This paper assesses the impacts of minority representation on judicial decision- making within three-judge panels on the Ninth Circuit of the U.S. Court of Appeals. While much
of the existing literature regarding this issue has looked at racial and gender minorities in the federal judiciary, this paper seeks to identify whether the presence of foreign-born judges on appellate panels has an effect on the holdings of immigration-related cases. To address this question, I compiled an original database of 200 immigration cases decided between 2016 and 2020. The results reaffirm previous findings that panels with at least one female judge or judge of color are more likely to vote in favor of immigrant appellants. However, contrary to theoretical expectations, the results find that foreign-born judges were not more likely to vote in favor of immigrant appellants, signaling that the identity of being an immigrant may not have as strong of a predictive value on judicial decision-making as race or gender. This has broad implications for how we understand the role of different identities in shaping case outcomes in the U.S. Court of Appeals.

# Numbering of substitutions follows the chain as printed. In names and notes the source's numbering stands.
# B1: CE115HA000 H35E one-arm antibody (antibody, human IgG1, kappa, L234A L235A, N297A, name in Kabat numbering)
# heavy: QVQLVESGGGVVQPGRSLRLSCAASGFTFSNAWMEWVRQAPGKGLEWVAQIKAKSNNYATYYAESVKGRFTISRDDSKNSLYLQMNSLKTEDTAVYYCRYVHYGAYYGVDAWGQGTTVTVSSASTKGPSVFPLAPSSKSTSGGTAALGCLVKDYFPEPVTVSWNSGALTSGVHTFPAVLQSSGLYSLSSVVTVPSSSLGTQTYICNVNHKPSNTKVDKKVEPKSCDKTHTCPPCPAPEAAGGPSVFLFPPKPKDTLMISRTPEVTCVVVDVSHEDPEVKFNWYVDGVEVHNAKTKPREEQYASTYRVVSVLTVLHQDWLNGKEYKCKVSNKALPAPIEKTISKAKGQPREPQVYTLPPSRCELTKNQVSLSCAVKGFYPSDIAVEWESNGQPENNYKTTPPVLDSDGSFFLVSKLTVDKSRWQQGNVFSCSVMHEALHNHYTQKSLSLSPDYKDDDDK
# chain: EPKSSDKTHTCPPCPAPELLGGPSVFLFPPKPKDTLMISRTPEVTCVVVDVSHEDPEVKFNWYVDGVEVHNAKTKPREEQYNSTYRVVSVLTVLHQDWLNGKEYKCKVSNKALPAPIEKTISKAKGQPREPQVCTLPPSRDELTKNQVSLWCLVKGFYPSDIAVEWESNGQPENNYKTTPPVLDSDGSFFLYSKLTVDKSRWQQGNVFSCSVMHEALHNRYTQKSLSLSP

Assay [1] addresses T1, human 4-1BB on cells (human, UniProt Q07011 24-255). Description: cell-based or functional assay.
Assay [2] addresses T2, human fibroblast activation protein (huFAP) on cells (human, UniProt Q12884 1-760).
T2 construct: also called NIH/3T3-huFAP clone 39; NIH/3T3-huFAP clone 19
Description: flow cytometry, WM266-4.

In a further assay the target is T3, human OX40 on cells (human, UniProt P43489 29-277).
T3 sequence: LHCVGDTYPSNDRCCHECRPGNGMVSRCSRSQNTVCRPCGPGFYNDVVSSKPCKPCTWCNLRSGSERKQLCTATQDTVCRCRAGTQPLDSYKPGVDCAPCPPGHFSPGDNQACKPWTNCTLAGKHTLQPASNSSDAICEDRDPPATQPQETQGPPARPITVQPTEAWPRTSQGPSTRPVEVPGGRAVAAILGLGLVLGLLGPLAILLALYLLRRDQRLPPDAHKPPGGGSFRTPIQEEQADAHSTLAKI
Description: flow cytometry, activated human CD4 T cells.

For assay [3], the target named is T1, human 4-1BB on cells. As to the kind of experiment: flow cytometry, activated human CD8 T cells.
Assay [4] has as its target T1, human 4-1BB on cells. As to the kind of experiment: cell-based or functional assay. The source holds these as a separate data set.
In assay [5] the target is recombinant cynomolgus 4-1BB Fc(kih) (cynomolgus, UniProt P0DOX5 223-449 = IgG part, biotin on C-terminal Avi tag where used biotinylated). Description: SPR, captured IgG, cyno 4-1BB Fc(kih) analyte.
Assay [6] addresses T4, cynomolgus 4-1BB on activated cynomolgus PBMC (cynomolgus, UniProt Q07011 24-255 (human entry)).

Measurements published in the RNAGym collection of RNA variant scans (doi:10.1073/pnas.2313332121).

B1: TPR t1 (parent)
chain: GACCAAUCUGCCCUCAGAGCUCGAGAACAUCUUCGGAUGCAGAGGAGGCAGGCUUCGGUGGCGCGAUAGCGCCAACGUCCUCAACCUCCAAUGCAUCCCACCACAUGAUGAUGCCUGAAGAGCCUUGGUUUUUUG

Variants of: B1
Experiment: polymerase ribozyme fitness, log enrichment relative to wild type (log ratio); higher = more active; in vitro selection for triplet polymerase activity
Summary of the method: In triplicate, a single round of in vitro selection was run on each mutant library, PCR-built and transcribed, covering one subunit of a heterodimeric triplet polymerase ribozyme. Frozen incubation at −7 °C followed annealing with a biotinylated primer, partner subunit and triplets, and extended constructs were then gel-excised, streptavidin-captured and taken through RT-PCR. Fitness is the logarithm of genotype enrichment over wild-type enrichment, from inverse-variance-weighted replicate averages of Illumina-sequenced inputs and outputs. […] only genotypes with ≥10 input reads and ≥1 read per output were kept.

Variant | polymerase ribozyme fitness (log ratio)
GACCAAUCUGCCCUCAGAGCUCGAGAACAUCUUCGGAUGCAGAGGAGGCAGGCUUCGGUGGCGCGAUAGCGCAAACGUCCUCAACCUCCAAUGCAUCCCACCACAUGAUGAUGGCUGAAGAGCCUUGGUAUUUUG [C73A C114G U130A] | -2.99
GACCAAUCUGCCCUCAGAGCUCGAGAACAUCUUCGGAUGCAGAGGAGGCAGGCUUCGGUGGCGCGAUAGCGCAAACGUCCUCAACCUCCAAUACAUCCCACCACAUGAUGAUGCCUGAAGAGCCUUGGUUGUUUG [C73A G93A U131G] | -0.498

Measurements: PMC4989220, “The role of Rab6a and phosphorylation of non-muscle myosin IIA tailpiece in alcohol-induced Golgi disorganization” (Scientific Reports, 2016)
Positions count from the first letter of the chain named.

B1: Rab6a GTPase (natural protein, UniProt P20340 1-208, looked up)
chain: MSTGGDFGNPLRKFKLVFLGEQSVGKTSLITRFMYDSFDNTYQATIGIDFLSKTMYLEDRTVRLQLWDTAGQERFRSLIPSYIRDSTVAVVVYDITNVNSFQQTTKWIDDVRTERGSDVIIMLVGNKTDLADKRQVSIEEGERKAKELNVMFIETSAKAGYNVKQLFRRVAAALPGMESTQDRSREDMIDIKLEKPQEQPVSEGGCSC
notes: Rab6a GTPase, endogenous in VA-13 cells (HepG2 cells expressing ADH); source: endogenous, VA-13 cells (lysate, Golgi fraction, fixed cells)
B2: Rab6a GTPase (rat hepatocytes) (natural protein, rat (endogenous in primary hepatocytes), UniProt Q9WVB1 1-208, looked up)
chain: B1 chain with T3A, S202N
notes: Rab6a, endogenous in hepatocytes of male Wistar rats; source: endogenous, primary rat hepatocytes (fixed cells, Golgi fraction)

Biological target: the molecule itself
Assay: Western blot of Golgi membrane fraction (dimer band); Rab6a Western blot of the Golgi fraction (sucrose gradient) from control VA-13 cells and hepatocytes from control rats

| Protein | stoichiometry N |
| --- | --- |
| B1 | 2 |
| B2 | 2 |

"Minority Representation on the U.S. Court of Appeals: Do Foreign-Born Judges Influence Immigration Case Outcomes?,"
Dartmouth Undergraduate Journal of Politics, Economics and World Affairs: Vol. 1
, Article 8.
Available at: https://digitalcommons.dartmouth.edu/dujpew/vol1/iss3/8